Rev. Dan Prout, Sierra Ministries International
The term Perfect Storm came into modern usage in 1997 when Sebastian Junger published his creative, non-fiction book about the intense weather event which hit New England and the North Atlantic in 1991. Three meteorologic factors came together, merging into one massive, powerful cyclone. Officially a hurricane, the storm center looped back into the New England coast with waves topping 30 feet. A marker buoy off the coast of Nova Scotia measured a wave at just over 100 feet, the greatest height ever recorded in that oceanic region.
The term Perfect Storm is being used to describe what the United States is experiencing this year. Enduring months of shut down due to the Corona Virus epidemic, the nation has seen a near collapse of its once thriving economy. Jobs were lost by the millions as businesses closed their operations. Capital investments and resources eroded in the billions of dollars.
Just as the government was allowing reopening of the doors, a tragic, horrific event took place in Minnesota on the evening of Memorial Day, no less. The filmed death of George Floyd, a black man under the physical control of police officers, hit the citizenry like a bomb. Uproar from the revolting event sent the country reeling. The dark reality of our societal ills were exposed by pounding waves of media reports, drowning us in realities we do not want to admit.
There is an interesting story of another storm in the Bible and it seems to have application for us today. After a day of teaching crowds of people, Jesus directs the twelve disciples with him to head out to the other side of the large, inland lake called the Sea of Galilee. He falls asleep in the stern of the boat. A wind storm springs up, tossing waves so violently that the boat begins to take on water. The experienced fishermen among the motley crew do what they can but to no avail. In fearful desperation, they wake Jesus, saying, “Teacher, don’t you care we are about to drown?” Jesus rises, speaks aloud to the wind and waves, and all becomes quiet. The sun comes out and all is peaceful.
Here is what is of most importance in understanding the story: The men are doing everything in their experience and power to keep their boat afloat. Jesus is merely a passenger, not engaged in the situation which rapidly becomes a predicament. When the men realize their efforts are inadequate and failing, they turn to Jesus. Jesus, asleep in the story, does not interfere in their lives until he is called upon. But when he is asked for help, he stops the wind and waves, the sun comes out and all is peaceful, as it should be when we invite God to be involved in human affairs.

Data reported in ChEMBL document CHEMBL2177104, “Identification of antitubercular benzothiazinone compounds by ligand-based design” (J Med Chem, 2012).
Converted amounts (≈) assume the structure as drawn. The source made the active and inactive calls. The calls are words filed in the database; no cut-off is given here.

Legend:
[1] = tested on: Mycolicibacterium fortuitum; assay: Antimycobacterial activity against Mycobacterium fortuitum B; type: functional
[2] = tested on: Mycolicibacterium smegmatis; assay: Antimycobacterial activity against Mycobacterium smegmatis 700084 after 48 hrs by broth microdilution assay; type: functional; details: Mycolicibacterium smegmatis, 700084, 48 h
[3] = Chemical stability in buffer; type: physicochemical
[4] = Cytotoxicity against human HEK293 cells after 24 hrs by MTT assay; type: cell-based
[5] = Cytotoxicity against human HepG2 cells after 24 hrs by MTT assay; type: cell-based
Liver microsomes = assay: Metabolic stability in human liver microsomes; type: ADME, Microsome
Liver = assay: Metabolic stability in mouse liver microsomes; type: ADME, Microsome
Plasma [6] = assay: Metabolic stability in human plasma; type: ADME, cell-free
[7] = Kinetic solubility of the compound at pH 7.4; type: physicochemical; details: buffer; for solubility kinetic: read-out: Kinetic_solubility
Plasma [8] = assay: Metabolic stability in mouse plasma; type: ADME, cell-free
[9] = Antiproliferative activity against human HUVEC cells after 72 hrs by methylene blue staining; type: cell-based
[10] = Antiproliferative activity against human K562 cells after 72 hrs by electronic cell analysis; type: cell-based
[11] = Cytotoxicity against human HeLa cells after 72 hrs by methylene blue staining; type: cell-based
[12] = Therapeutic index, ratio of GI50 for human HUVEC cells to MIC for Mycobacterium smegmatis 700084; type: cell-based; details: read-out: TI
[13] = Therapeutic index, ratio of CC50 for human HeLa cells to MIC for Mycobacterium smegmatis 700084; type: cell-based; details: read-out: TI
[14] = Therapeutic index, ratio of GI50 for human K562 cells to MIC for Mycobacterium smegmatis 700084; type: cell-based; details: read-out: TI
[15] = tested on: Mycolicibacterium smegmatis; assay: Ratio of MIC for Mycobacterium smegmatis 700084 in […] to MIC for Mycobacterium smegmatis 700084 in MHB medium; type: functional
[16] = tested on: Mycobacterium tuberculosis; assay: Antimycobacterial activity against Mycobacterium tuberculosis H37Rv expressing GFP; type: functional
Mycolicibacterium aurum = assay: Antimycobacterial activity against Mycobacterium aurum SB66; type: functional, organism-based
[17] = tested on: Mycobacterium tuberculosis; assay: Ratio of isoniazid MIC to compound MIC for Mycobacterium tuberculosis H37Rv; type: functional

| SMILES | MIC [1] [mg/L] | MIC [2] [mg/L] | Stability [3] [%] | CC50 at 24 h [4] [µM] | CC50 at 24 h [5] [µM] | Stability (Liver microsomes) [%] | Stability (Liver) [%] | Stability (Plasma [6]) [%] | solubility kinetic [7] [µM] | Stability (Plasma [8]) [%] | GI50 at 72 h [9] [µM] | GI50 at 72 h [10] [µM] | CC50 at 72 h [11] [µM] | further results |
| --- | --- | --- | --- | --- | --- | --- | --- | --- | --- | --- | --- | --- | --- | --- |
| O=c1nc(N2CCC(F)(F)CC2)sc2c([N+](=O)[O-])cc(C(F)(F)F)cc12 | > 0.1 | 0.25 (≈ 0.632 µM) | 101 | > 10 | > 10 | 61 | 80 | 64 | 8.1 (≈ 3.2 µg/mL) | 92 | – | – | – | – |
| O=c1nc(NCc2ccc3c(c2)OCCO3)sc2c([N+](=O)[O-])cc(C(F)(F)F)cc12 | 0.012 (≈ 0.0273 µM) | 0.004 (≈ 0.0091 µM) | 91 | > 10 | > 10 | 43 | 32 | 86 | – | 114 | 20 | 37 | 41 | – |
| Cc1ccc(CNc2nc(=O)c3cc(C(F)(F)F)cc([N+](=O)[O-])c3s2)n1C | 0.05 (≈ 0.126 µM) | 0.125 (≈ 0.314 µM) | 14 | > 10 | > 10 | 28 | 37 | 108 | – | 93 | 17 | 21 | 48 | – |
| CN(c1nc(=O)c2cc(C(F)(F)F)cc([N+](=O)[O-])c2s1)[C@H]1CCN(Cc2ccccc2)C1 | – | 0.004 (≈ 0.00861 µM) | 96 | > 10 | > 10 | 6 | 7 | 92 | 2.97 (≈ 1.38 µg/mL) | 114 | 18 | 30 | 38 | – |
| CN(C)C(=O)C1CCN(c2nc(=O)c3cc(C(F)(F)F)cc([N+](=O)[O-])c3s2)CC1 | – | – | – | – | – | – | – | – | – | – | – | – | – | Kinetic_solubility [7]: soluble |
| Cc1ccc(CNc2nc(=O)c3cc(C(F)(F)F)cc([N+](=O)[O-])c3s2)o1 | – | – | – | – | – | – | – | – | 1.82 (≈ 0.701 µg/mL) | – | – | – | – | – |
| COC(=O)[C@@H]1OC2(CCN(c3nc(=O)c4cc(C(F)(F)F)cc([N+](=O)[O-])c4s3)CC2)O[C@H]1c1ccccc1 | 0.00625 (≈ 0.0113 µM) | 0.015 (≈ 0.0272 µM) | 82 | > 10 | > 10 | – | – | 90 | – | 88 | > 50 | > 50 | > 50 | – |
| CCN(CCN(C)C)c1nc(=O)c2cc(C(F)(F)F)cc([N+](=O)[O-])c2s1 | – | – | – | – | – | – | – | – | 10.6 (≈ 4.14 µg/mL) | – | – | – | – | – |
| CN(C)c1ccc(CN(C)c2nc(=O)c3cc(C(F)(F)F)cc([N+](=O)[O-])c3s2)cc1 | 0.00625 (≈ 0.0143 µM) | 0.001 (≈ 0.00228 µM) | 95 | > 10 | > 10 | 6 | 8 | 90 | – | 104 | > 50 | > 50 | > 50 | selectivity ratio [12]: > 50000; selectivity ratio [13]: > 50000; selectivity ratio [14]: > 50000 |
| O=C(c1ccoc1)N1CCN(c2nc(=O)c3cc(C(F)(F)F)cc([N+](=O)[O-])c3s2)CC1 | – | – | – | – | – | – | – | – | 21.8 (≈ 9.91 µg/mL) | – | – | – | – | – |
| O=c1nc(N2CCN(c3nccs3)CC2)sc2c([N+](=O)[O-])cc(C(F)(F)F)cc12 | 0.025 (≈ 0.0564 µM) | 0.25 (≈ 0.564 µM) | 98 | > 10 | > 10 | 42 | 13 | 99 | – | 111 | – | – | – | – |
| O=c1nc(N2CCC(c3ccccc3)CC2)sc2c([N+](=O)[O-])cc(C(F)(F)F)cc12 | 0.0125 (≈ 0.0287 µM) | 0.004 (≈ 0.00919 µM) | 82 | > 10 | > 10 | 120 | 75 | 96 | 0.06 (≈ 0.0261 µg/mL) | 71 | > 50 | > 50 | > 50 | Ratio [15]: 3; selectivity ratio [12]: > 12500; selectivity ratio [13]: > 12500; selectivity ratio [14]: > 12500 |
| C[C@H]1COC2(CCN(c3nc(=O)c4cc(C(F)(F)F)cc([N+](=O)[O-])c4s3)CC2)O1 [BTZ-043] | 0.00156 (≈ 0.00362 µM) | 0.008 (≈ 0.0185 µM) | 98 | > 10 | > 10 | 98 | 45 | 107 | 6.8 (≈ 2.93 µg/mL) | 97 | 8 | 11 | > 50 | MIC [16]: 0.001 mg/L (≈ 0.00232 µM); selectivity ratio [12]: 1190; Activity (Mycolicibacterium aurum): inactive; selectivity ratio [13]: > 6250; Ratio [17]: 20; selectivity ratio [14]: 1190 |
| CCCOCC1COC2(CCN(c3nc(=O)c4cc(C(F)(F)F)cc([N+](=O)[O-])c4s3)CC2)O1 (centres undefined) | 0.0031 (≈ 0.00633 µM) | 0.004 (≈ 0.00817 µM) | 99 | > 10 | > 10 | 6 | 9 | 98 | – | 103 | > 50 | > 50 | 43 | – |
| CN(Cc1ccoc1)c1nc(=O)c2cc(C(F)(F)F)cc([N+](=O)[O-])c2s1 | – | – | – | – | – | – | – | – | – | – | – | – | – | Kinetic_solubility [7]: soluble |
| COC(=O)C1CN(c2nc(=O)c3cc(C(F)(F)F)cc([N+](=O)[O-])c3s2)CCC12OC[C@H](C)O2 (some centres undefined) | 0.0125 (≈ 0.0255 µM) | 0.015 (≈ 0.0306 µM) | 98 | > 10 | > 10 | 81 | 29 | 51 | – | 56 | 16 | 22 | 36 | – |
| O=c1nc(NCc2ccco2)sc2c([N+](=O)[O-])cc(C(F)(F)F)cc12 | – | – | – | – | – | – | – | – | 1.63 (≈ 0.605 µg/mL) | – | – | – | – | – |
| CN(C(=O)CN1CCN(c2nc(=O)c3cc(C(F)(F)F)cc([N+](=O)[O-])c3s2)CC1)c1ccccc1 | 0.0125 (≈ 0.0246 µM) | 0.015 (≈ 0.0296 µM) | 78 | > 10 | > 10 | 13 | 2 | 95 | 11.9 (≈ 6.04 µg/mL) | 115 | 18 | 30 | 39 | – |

While we must put forward our best efforts in our personal lives and in our society’s institutions and frameworks, we must not continue in the deception we can manage to organize and administrate our way into national peace and calm. We must call upon God, Maker of the Universe, for help. We have had plenty of time to work it out ourselves and it is now clear to all we have failed.
A nation caught in the throes of a perfect storm needs to call on the perfect Savior for help. When besieged by Nazi Germany and facing certain destruction, Winston Churchill rallied his nation with the encouragement that this would Britain’s finest hour. For us, let Americans rise up in our nation’s time of need and let it be our finest hour.
The Rev. Dan H. Prout is president of Sierra Ministries, a Christian teaching and training organization. He is the founder of Pray Nevada County and one of the founding organizers of the state-wide coalition Pray California. Dan serves with North State Pastors Regional Team, a trans-denominational fellowship promoting prayer and unity in the Body of Christ. Dan is a graduate of Fuller Theological Seminary. http://www.sierraministries.org/
The views and opinions expressed in this commentary are those of the author and do not necessarily reflect the official position of Citizens Journal.